In the state of Georgia, arson is a very serious offense with severe consequences. In general, it refers to the unlawful destruction of property by fire. However, in our many years of experience defending clients accused of arson, we have found that many such charges are brought erroneously. Investigators may rely on circumstantial evidence to bring a conviction, when really the “perpetrator” simply set a fire purely by accident. They may have forgotten they had a candle lit, or may have forgotten to turn off their gas stove.
At Hawkins Spizman Fortas, we know mistakes happen. We also know prosecutors often try their hardest to put innocent people behind bars, even if the evidence is sketchy at best. That’s why you need an experienced Georgia arson lawyer by your side if you’ve been charged with this crime. When you call for your free consultation, one of our top priorities will be to find out whether you are being charged with arson in the first or second degree, and why such charges are being brought against you.
Arson in the First Degree versus the Second Degree
Georgia Code 16-7-60 describes the criteria that must be met in order for the state to bring charges of arson in the first degree. The most important criteria is that the perpetrator must have knowingly causes damage to certain structures by fire or explosives.These structures include:
- Any dwelling, whether occupied, unoccupied or vacant, without the owner’s consent
- Any building, watercraft, vehicle or railroad car
- Any dwelling in an attempt to defraud a spouse, co-owner, insurer or other interested party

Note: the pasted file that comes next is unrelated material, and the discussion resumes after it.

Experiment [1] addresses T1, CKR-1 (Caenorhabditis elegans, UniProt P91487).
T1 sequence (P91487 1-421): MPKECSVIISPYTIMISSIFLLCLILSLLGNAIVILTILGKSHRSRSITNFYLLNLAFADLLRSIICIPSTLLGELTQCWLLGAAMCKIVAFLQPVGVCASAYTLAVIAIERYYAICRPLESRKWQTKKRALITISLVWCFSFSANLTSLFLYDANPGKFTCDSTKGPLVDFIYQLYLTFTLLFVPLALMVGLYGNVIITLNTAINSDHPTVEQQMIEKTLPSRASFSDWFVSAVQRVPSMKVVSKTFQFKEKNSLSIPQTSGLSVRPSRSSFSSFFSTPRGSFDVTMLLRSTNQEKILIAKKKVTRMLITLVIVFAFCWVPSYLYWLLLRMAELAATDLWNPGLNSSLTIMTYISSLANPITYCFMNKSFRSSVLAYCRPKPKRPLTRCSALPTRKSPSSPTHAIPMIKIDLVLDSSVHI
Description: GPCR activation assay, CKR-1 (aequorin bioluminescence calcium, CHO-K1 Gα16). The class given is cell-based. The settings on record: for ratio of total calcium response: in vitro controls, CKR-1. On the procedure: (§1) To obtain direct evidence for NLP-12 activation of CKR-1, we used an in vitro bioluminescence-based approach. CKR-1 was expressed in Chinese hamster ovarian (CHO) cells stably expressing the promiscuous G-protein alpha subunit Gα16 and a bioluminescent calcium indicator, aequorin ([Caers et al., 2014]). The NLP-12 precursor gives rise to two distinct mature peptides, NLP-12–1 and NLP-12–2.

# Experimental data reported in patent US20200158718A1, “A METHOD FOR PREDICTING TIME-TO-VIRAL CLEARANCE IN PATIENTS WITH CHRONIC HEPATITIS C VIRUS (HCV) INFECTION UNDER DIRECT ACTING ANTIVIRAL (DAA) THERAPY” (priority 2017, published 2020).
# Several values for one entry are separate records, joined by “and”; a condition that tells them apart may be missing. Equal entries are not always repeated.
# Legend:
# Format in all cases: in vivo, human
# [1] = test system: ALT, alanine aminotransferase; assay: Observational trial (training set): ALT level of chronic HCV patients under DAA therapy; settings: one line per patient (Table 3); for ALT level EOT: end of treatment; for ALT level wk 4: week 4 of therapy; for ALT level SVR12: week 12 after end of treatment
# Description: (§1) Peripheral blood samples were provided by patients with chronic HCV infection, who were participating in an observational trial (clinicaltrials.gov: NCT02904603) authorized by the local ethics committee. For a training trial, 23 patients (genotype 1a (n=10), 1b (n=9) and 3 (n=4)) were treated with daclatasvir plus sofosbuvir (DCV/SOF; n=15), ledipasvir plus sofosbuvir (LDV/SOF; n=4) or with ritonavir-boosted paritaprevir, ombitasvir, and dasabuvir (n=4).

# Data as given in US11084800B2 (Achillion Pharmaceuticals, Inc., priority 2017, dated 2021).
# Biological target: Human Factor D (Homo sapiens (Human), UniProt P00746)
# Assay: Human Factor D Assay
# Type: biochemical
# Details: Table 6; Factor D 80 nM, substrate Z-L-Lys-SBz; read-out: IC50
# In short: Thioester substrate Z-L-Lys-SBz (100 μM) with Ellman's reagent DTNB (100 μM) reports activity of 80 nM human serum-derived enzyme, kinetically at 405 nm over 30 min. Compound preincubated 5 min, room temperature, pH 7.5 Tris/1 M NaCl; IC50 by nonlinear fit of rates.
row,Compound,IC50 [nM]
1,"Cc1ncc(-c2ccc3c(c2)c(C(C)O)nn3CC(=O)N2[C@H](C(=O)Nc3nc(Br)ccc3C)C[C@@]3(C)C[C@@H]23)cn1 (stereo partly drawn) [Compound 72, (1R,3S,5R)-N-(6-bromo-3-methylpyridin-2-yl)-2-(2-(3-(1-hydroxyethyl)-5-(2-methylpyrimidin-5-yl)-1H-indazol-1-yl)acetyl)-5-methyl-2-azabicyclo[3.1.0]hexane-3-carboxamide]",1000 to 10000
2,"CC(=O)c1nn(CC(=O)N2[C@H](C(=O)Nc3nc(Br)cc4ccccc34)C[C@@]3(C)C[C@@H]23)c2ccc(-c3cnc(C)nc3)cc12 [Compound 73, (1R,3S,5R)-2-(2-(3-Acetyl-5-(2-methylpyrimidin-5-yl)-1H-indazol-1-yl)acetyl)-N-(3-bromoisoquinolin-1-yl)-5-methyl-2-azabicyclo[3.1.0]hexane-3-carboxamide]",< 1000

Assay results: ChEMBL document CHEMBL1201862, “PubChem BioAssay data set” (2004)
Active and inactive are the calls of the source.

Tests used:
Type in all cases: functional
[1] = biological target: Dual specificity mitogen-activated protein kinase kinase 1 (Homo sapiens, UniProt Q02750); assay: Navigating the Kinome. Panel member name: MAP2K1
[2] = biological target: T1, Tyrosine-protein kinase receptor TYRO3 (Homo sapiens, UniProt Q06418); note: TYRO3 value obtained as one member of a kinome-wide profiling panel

- Any building, watercraft, vehicle or railroad car in which it is reasonable to expect human life may be endangered
A person may also be charged with arson if they cause, aid, hire, counsel or are otherwise involved in someone else committing the crime itself. Arson in the first degree is a felony, punishable by a fine of no more than $50,000 and/or a prison sentence of 1 to 20 years.
Arson in the second degree, as explained in Georgia Code 16-7-61, covers basically everything arson in the first degree doesn’t. Any fire intentionally set to a building not stated in Code 16-7-61 is covered here. This includes setting fire to a structure not covered by the first degree while in the process of committing a felony. Arson in the second degree is punishable by a fine of no more that $25,000 and/or imprisonment for 1 to 10 years.
Contact a Georgia Arson Lawyer Today
It is easy for prosecutors to narrate circumstantial evidence in such a way that a judge and jury would believe you have committed arson. And with a public defender, the chances of proving your innocence are even slimmer. If you’ve been charged with arson in Atlanta, you need a skilled, experienced criminal defense attorney by your side. Call Hawkins Spizman Fortas today for a free consultation. We will craft a strong, custom defense on your behalf to make sure you don’t go to jail for something you didn’t do. If you’ve been charged, the prosecutor is already working on a strategy to put you behind bars. Time is of the essence. Call an experienced Georgia arson lawyer today at 770-651-0166.